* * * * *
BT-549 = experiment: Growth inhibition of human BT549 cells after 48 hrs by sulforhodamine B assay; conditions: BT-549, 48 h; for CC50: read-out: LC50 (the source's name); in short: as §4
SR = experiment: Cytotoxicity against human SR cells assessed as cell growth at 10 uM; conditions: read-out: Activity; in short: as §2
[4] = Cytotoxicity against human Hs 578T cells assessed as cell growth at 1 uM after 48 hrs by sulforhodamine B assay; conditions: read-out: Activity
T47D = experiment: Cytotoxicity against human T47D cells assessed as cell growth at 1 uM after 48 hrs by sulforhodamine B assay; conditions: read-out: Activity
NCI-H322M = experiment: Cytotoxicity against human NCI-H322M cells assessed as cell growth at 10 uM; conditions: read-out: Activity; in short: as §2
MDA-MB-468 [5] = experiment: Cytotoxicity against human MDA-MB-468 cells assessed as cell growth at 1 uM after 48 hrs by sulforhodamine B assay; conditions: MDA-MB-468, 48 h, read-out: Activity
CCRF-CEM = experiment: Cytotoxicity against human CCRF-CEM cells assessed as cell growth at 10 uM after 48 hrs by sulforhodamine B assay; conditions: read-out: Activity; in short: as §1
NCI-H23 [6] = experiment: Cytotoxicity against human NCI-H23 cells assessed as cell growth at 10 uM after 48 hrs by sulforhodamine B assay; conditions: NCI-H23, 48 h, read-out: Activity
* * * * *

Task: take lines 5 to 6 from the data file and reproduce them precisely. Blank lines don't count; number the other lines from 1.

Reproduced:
NCI-H322M = experiment: Cytotoxicity against human NCI-H322M cells assessed as cell growth at 10 uM; conditions: read-out: Activity; in short: as §2
MDA-MB-468 [5] = experiment: Cytotoxicity against human MDA-MB-468 cells assessed as cell growth at 1 uM after 48 hrs by sulforhodamine B assay; conditions: MDA-MB-468, 48 h, read-out: Activity